Wednesday, January 29, 2014

Jonathan Pollard and the ‘Anti Semitism’ Card

Jonathan Pollard
Former Governor of New Mexico, Bill Richardson
Former Secretary of State George Shultz
Former FBI and CIA head, William Webster
Former Senator David Durenberger
Former Congressman Lee Hamilton
Former Assistant Secretary of Defense Lawrence Korb
Former National Security Advisor Robert McFarlane
Former CIA Director James Woolsey
Former Chairman of the Senate Select Committee on Intelligence Senator Dennis DeConcini
Former White House Counsel Bernard Nussbaum
Former Deputy Attorney General and Harvard Law Professor Philip Heymann
Republican Senator John McCain
Democratic Senator Charles Schumer,
Former U.S. Secretary of State Henry Kissinger
Former Vice President Dan Quayle
Former Attorney General Michael Mukasey

This is just a partial list of distinguished Americans that have supported releasing Jonathan Pollard after serving almost 30 years in prison for passing classified information to Israel.  Among the above were people who are privy to the details of his crime which have been kept secret allegedly for security reasons. People that were on intelligence committees in both the House and the Senate at the time of Pollard’s arrest!

My position on Pollard in the last few years is that he served enough time for his crime. But I had always reserved judgment on his imprisonment based on the fact that I did not know the details - and the fact that every single President since (and including) Ronald Reagan believed that his sentence was just and refused to grant him any form of clemency. The reasons had always boiled down to the fact that the massive amount of secret intelligence he passed to even an ally like Israel was compromised and put lives at risk.

Although there are many people who question it – saying that the lives in question were in danger because of other far more serious spies who were operative at the time of Pollard’s conviction, I nevertheless felt that since I do not have access to the actual data, that I had to take the government’s word for it that Pollard got what he deserved – in spite of the fact that he was promised a reduced sentence for his cooperation in a plea deal with the government. Which Pollard honored.

I never quite understood that part of it, though. If the officials who made the deal thought his crime was worthy of a reduced sentence, that should have been what Pollard got.  But Reagan's Secretary of Defense Caspar Weinberger said that despite that promise, his crime was so devastating to the United States, that he should spend the rest of his life in prison. And the judge bought it!

And, because every President since that time – all of whom were very pro-Israel – felt he got what he deserved and refused to grant him clemency, I felt that there is just something we don’t know.

Aldrich Ames
But, after nearly thirty years in prison and with the support of his release by so many distinguished Americans many of whom did know every detail of his crime, I truly believe that justice would be more fully served if he was finally released. Any more time served, has no purpose beyond just being cruel. There is no reason that Pollard should be treated like Aldrich Ames and Robert Hanssen. Those two spies made what Pollard did look almost patriotic by comparison.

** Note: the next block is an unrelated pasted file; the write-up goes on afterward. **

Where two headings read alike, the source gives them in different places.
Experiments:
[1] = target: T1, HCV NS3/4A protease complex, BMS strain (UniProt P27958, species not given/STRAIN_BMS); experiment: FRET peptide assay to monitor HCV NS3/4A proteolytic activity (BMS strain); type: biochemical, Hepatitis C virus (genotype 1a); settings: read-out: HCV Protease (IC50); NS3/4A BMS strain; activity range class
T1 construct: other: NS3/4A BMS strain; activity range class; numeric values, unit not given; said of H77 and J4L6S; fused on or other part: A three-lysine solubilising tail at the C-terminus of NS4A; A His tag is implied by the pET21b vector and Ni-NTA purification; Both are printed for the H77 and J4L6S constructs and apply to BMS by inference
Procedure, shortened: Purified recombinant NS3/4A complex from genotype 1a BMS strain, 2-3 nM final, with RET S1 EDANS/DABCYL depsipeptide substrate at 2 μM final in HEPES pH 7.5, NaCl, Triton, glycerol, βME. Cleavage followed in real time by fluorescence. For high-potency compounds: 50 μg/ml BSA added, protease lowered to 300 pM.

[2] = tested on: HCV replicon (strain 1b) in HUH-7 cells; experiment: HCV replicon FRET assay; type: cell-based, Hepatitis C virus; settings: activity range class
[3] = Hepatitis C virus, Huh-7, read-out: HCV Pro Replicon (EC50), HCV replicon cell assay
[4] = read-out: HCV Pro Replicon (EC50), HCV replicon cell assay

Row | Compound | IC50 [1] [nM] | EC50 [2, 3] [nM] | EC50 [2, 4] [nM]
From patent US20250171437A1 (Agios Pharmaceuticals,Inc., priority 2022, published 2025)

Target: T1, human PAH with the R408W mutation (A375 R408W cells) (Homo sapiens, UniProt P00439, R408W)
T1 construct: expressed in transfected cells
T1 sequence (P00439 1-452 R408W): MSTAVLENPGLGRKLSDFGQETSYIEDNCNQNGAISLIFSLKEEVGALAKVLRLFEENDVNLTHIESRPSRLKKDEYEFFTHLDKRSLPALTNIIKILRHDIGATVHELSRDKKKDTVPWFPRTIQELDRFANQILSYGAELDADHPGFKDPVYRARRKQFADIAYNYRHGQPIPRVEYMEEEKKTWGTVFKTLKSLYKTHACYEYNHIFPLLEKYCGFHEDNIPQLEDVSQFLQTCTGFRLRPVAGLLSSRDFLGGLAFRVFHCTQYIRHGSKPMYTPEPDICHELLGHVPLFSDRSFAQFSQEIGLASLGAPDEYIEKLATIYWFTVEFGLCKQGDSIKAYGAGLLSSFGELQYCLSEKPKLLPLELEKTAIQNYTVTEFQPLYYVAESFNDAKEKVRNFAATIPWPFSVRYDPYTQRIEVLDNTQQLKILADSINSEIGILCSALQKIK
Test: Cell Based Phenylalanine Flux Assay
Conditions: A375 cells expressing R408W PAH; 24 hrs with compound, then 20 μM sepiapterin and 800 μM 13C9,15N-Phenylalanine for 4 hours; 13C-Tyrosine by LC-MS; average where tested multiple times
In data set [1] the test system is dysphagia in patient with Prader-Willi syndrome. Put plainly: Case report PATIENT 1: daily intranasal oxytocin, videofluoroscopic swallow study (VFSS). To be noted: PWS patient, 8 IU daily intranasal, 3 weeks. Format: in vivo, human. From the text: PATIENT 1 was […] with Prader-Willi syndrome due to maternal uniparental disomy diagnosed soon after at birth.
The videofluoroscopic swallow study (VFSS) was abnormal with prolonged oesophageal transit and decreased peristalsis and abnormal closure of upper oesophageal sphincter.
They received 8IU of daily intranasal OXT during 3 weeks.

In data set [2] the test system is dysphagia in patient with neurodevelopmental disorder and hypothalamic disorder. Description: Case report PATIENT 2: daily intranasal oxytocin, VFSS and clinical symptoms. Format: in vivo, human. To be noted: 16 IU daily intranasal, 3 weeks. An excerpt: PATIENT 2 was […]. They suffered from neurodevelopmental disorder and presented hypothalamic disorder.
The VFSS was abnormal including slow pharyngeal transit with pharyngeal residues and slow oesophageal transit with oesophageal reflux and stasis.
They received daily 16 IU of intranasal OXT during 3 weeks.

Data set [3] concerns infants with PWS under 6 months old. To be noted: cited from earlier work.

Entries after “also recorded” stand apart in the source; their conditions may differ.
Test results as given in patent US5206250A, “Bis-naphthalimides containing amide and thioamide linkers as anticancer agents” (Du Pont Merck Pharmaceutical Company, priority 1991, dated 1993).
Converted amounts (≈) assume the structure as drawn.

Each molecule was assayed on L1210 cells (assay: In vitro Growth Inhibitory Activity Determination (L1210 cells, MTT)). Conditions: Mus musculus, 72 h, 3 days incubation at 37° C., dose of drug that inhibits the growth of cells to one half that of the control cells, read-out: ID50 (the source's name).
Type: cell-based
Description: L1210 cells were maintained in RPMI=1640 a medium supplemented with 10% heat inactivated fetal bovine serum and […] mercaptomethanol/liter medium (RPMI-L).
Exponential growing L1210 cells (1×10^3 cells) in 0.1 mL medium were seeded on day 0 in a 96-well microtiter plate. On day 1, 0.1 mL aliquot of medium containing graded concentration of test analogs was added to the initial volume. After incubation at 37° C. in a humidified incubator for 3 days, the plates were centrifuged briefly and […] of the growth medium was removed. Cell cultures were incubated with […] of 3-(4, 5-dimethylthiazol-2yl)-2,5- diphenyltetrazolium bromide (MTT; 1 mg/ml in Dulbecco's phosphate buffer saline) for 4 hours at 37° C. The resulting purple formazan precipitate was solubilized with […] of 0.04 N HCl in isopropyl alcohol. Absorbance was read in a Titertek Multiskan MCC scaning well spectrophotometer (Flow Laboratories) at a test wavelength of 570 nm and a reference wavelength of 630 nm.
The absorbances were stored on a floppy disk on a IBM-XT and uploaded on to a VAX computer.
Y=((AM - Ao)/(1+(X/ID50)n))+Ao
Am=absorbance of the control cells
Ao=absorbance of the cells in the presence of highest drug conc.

This does not condone in the slightest the crimes committed by Pollard. But I think there is major difference between Pollard’s crimes and those of Ames and Hanssen. And yet they are all being treated the same way. I understand that a message needs to be sent that espionage – even for a friendly country is a serious crime that can endanger American lives and American interests. But how about a sense of proportion?

Robert Hannsen
The one thing that does bother me about some of the more recent comments on this is that some prominent Jews are playing the ‘anti Semitism card’. Truth be told, I have no clue whether there has been any anti Semitism with respect to the way Pollard has been treated. But I especially protest bringing it up by anyone from our own community, as ADL head Abe Foxman and others recently did. There is absolutely no evidence of it, no matter how strongly one might suspect it.

Bringing it up now is a red herring and once again makes us look paranoid and foolish. While any citizen can speak his mind on any issue and express their desire for the government to act, there is no benefit in a Jew crying anti Semitism. Especially when there are so many distinguished non Jews who are clamoring for Pollard’s release.

If there truly is anti Semitism, I think it requires proof before it is brought up at all. Without which we ought to just shut up. And even if there is proof, it would be far better if non Jews brought it up. We don’t need to raise the ‘anti Semitism card’ in order to argue for Pollard’s release at this point in time. There is ample and justifiable argument for that without such accusations by prominent Jews. What is gained by it? Doing so in my view is not only counterproductive; it is an insult to the most philo Semitic country in the history of the world!  To quote a line I’ve seen written more than a few times by Joe Aaron, publisher of the Chicago Jewish News, ‘Jews have never had it so good!’ And we scream ‘anti Semitism’?! What is the matter with these people?!